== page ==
·    Interest on delinquent unemployment insurance trust contributions at an annual rate of 24 percent.

·    Financial penalties for failing to report wages paid to employees.

·    Financial penalties for willfully failing to make contributions to the unemployment insurance trust.

·    Officers and employees who willfully cause a business to fail to make payments into the system can be held personally liable for the payments due from the business.

·    An employer that knowingly and willfully fails to obtain workers’ compensation insurance for an employee may be fined up to $500 for every day of noncompliance, with a minimum fine of $10,000.

Federal Law

In addition to Illinois legal liability, misclassification of a worker may also result in federal liability. The Department of Labor, through a new initiative, is increasing its enforcement of worker misclassification and is actively working with the Illinois Department of Labor. Most notably, in May 2012, the U.S. Department of Labor announced that it had obtained a $500,000 judgment, including $75,000 in civil penalties, against two Chicago cleaning companies that had misclassified 135 cleaners as independent contractors.  Moreover, in Texas, the Department recently obtained a $105,000 overtime assessment against an employer that had considered workers to be independent contractors for their first 90 days with the company.

Furthermore, if an employer is audited and cannot prove that a worker paid their own income taxes, the employer can be required to pay the tax it should have withheld from the payments to the workers.  A retroactive determination that payments to a worker were in fact wages paid to an employee can have serious consequences, in terms of potential taxes, interest, and penalties to the government.  The amount that the IRS assesses, in part, will depend on the employer’s intent in misclassifying workers.  If the IRS determines that the employer has deliberately misclassified workers, it can hold the employer responsible for all employment taxes that should have been paid.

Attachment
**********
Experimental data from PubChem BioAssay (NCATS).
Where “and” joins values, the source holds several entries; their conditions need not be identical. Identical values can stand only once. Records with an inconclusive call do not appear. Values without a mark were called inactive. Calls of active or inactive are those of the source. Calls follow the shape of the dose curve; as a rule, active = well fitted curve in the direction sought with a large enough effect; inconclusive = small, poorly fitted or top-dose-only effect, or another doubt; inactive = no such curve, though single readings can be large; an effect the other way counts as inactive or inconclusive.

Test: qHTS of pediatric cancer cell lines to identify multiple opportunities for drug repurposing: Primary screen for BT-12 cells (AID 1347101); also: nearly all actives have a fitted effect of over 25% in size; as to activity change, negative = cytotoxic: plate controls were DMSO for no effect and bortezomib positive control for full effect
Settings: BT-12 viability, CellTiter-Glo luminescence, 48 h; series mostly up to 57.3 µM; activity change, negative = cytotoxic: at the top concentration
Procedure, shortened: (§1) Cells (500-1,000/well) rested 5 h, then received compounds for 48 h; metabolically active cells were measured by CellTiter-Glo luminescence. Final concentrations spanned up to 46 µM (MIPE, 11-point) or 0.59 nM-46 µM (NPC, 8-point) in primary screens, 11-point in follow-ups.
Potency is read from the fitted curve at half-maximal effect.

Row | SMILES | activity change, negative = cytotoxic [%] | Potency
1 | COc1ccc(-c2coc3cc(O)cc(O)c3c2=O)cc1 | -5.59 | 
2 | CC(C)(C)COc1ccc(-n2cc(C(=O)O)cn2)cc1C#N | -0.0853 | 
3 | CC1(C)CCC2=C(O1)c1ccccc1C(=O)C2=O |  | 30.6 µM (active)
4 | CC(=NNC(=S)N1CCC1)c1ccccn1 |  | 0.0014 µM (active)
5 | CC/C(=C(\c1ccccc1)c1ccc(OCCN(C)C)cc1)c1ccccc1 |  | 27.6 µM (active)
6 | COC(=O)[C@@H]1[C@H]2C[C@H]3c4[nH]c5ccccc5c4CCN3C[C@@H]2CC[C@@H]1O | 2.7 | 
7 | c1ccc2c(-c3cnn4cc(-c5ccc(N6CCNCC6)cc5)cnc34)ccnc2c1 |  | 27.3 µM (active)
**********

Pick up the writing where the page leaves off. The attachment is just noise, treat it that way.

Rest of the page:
Our law firm has personally witnessed and been involved in two separate cases recently whereby our clients have faced liability for misclassification of workers, and in addition to any monetary fines or penalties, the legal fees can cost tens of thousands of dollars to resolve the situation.

Owners in many business areas attempt to characterize its workers as independent contractors to restrict tax liability. If you are concerned about misclassification of your workers, Hurley Stanners & Matsko LLC can help assist you and your business with finding the right resources and guidance in avoiding this potential legal pitfall.

 

THE INFORMATION CONTAINED ABOVE DOES NOT CONSTITUTE LEGAL ADVICE. IF YOU HAVE ANY QUESTIONS ABOUT ANY ISSUES CONTAINED IN THIS BLOG PLEASE EMAIL US OR CONTACT US AT (708) 848-0800.